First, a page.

Trailside Repairs: This hands-on class, taught by Five Rivers MetroParks’ staff, will cover bike selection, commuting equipment, and trip preparation. Briefly discuss traffic laws, hazards encountered, safe-riding skills, and proper route planning. Registration required at www.metroparks.org. Fee: $5.

Annual Ride of Silence: Rides worldwide to remember those cyclists who have been injured or killed while riding. Several rides are planned in Ohio, including Troy and Cincinnati. For details, visit http://rideofsilence.org.

MAY 19

Five Rivers MetroParks’ Bike to Work Day Pancake Breakfast: Leave your car in the garage and support National Bike to Work Day. Ride in on your own or with a group to RiverScape MetroPark for a free pancake breakfast before work. Live music, cycling exhibitors and team challenge are also part of the fun.

National Bike to Work Day at Springfield City Plaza: Hosted by Bike Springfield, get free bike lights, food, smoothies, and enjoy music from 7-8:30 a.m. Visit https://www.facebook.com/CyclingClarkCounty for details.

MAY 20

Bike for the Health of It: Join MetroParks’ staff for a 16-mile bike ride on the Great Miami River Bikeway. Meet in the parking lot of Rip Rap Park, at the intersections of Little York, Rip Rap and Taylorsville roads at 9 a.m. All ages welcome.

Black Pug Bikes Supports Yellow Springs Brewery & Bike Miami Valley: Trailside repairs/inspections provided by Chris Worrell, owner of Black Pug Bikes, at Yellow Springs Brewery from noon-4 p.m. Get a tune-up, meet knowledgeable staff from Bike Miami Valley and pick up a free trail map and safety booklets. A portion of the proceeds benefit Bike Miami Valley’s mission to advocate, promote and create opportunities for all forms of bicycling.

MAY 21

Bike to the Dragons: Hop on your bike with the family and head downtown to watch America’s favorite pastime. The first 50 cyclists to register on the Dragon’s website and “Bike to the Game” will win complimentary lawn seats and a pack of prizes courtesy of Five Rivers MetroParks, Dayton Dragons and the Miami Valley Regional Planning Committee. Valet bike parking will be available for those who Bike to the Dragons starting at 1 p.m., game time is 2 p.m. Bicycles must be claimed no later than 30 minutes after the last pitch. Registration begins May 1 at www.daytondragons.com.

May 27

Bike for the Health of It: Join MetroParks’ staff for a 9-mile bike ride on the Great Miami River Trail south to Riverfront Park. Meet at West Carrollton Low Dam, North Alex Road to Hydraulic Road, at 9 a.m.

Wegerzyn Bike Rodeo for Kids: Join the MetroParks’ Rangers for a morning of bicycle safety from 9 a.m.-noon. Bring your two-wheeled bicycle — with or without training wheels. Receive a free properly fitted bike helmet, while supplies last. The bicycle course teaches young riders the rules of the road. Registration is requested, walk-ins welcome, www.metroparks.org.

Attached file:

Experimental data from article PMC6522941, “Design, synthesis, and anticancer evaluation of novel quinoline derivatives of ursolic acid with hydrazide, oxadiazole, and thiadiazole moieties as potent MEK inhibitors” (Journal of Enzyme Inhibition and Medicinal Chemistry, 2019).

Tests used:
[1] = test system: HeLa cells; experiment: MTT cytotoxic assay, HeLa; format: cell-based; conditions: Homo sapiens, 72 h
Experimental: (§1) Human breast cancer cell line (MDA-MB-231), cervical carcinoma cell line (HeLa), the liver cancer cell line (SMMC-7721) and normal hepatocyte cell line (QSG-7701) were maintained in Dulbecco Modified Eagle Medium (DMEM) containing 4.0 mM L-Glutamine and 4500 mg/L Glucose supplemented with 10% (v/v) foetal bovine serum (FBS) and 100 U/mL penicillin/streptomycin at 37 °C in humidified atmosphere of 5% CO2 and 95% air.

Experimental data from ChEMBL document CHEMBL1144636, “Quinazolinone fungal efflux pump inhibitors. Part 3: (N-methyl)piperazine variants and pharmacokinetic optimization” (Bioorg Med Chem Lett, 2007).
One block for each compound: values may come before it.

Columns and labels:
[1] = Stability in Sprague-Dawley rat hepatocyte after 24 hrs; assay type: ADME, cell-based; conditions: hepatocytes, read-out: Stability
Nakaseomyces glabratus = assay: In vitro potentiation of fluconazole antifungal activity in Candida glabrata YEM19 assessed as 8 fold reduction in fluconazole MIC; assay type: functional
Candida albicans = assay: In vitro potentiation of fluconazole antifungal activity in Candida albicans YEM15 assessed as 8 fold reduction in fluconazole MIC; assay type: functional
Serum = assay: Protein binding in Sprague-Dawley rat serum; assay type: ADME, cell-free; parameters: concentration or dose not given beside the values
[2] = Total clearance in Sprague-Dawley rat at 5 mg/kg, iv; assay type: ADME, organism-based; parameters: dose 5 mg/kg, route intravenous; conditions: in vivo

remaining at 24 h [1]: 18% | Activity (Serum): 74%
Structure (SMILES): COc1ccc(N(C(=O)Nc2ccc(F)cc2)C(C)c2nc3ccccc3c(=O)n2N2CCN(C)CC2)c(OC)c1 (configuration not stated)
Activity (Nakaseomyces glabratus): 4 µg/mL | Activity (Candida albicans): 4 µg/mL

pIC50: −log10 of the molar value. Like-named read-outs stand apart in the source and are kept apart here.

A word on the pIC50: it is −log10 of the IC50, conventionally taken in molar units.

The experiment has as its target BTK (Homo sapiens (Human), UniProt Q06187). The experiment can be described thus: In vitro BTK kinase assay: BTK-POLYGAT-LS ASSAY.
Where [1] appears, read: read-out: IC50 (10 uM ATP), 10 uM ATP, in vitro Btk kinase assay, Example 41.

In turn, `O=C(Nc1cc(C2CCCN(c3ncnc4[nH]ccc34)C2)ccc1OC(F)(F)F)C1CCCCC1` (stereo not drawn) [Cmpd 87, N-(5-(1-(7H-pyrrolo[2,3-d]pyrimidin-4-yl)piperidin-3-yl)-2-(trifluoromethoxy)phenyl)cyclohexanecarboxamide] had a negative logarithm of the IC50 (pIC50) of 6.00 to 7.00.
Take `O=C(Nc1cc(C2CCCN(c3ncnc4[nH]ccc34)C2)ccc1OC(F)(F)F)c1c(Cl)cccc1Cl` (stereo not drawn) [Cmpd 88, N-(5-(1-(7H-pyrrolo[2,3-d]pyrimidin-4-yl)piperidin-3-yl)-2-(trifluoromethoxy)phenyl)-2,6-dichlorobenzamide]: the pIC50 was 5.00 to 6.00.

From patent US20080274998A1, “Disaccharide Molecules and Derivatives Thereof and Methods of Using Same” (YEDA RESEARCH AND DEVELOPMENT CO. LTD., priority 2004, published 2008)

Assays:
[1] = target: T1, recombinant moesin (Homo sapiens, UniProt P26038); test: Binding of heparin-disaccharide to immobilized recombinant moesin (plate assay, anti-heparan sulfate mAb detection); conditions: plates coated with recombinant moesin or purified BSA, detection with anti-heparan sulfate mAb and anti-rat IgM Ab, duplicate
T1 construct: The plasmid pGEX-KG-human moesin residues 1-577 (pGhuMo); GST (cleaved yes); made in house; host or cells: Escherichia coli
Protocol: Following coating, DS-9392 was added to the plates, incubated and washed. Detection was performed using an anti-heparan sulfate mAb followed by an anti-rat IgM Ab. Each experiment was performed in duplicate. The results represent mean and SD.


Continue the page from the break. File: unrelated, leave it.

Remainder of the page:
More event info:

Five Rivers MetroParks: www.metroparks.org/bike-month/regional-events/

Bike Miami Valley: www.bikemiamivalley.org/event-calendar/

Which UpDayton 2017 project has your vote? 

Published: Wednesday, April 26, 2017 @ 2:24 PM

Projects that benefit Dayton will square up against one another on Thursday, April 27 at Dayton Art Institute,  456 Belmonte Park N. in Dayton’s Grafton Hill neighborhood. 

>> Explore the Grafton Hill and Five Oaks neighborhoods 

The ninth annual UpDayton Summit is set to begin at 5:30 p.m. General admission tickets are $25 and student tickets are $10.

Participants can register via UpDayton’s website or at the door. Proceeds raised will benefit this year’s winning projects selected by event participants.

Each of three winning projects selected will receive $1,000 in seed money and a year of support from UpDayton staff, leaders and volunteers.

“People should come because it is a one-of-a-kind opportunity to get involved in with the community,” said AJ Ferguson, UpDayton’s director. “It is kind of an exciting way to be there at the beginning of the idea, to know what is going on and to mingle with everyone there.” 

The Summit will also feature displays about two of last year’s winning projects: Dayton Icon and the Longest Table.

>> PHOTOS: The Longest Table spans divide

>> Learn more about 2016 UpDayton’s winning ideas

Ferguson said UpDayton worked even closer with presenters for this year’s Summit than they did last year.  

Below are 12 projects vying to be selected this year. Information is on UpDayton’s website and listed with presenter’s names.

>> MORE: When Bryan Stewart was Daytonian of the Week

Jason Antonick
Rooftop RendezView

“Jason knows that downtown Dayton is booming with new development, but word has only just begun to reach the rest of our region. His project brings a one-of-a-kind event to life on the roof of the Transportation Center garage.”

Tom Everhart & Beth Miller
Wagtown Dog Track

“Beth and Tom believe dog-friendly communities are better communities for everyone. Their project seeks to create a dog-friendly walking route connecting Webster Station and the Oregon District.”

Jerod Frenzl
Community Garden Expo

“Jerod came to Dayton through the AmeriCorps program and has been too involved in the community to think about moving anywhere else. His project teaches residents of all ages how to grow their own produce and use it in everyday cooking.”


Christine Hamilton
Third Street Three